Sunday, October 02, 2005

A Man's Life Work

The plays of August Wilson

The 10 plays written by August Wilson chronicling the black experience in America in the 20th century, and the decade in which each was set. All played on Broadway except “Jitney,” which was presented off-Broadway, and “Radio Golf,” which has had two regional theater productions.

“Gem of the Ocean” A haunting, ghostlike play, conjuring tales of slave ships and the black man arriving in chains in the New World.
“Joe Turner’s Come and Gone” Set in a Pittsburgh boarding house, the children and grandchildren of slavery grapple with a world that won’t let them forget the past.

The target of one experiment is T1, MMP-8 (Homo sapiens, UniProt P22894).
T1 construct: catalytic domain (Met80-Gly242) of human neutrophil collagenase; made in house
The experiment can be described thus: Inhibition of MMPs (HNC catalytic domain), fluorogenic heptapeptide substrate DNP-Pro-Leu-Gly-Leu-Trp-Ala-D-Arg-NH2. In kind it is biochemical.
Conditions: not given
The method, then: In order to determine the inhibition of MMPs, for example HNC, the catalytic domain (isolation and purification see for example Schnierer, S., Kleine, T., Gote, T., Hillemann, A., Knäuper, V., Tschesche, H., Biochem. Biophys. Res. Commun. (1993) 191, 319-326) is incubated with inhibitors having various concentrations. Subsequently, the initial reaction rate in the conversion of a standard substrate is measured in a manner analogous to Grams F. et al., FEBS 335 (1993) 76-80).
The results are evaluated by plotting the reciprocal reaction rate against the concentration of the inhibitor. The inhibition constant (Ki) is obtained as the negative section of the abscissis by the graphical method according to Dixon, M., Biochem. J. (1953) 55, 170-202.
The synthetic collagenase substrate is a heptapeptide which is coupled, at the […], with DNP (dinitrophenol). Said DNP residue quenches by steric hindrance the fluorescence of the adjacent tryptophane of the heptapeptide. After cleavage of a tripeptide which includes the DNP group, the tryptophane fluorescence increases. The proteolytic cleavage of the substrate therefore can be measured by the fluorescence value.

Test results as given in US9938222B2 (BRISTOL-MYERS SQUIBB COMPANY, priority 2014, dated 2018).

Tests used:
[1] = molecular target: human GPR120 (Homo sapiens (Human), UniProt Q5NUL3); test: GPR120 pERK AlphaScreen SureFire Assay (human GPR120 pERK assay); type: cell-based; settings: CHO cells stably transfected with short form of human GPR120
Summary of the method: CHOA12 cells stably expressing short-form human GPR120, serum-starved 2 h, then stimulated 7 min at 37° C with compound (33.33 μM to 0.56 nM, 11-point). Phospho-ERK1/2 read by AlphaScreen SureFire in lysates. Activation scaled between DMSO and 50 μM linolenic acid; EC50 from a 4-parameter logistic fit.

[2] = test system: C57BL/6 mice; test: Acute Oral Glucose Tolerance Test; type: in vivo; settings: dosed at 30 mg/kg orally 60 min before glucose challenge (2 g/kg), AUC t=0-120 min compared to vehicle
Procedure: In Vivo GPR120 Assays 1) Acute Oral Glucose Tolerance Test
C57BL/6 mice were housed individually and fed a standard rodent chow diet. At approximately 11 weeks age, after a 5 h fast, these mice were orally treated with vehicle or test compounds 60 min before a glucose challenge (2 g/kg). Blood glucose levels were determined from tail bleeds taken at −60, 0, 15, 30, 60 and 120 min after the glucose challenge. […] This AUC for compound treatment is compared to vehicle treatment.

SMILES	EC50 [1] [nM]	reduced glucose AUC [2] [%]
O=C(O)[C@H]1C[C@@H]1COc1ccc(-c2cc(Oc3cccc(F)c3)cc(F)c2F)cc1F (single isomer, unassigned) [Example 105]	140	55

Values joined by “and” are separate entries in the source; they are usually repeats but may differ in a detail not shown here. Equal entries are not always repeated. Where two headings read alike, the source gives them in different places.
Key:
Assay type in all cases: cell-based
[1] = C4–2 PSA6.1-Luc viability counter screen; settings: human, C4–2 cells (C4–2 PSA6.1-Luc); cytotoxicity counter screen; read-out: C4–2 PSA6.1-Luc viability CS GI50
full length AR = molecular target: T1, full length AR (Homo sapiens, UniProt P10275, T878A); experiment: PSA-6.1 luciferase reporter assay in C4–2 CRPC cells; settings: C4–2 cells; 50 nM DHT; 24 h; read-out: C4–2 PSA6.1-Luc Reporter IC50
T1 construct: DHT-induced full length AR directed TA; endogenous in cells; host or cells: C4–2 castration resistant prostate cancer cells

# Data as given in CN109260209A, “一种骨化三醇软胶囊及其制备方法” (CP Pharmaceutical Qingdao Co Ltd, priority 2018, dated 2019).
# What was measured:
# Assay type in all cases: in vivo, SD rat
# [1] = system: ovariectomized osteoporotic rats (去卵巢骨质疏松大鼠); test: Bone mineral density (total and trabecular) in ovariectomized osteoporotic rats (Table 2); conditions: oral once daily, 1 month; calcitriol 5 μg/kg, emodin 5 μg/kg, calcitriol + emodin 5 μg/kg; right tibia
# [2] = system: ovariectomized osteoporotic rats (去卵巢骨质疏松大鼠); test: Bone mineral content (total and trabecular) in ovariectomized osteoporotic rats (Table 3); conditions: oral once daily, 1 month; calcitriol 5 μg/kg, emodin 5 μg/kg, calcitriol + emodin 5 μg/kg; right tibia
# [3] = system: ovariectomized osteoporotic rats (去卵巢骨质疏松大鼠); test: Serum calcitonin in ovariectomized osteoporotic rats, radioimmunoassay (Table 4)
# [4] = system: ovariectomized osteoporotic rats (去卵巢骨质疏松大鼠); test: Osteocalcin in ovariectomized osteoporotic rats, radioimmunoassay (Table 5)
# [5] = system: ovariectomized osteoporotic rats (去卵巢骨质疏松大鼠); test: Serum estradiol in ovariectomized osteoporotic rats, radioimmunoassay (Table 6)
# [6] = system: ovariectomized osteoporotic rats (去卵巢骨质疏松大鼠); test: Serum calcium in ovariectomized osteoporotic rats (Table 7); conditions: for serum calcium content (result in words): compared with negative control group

“Ma Rainey’s Black Bottom” A volatile trumpet player rebels against racism in a Chicago recording studio.
“The Piano Lesson” A brother and sister battle over a family heirloom, a link to the slavery in their past.
“Seven Guitars” The final days of a Pittsburgh blues guitarist, telling the story of how and why he died.
“Fences” A father-son drama of dreams denied and how that denial affects the relationship between the two men.
“Two Trains Running” The displaced and the dreamers congregate in a dilapidated Pittsburgh restaurant scheduled for demolition.
“Jitney” Another father-son tale, set in a gypsy cab station, as the owner of the cab company squares off against his offspring, newly released from prison.
“King Hedley II” An ex-con attempts to get his life back on track despite the desperation, despair and violence that surrounds him.
“Radio Golf” A successful middle-class entrepreneur tries to reconcile the present with the past.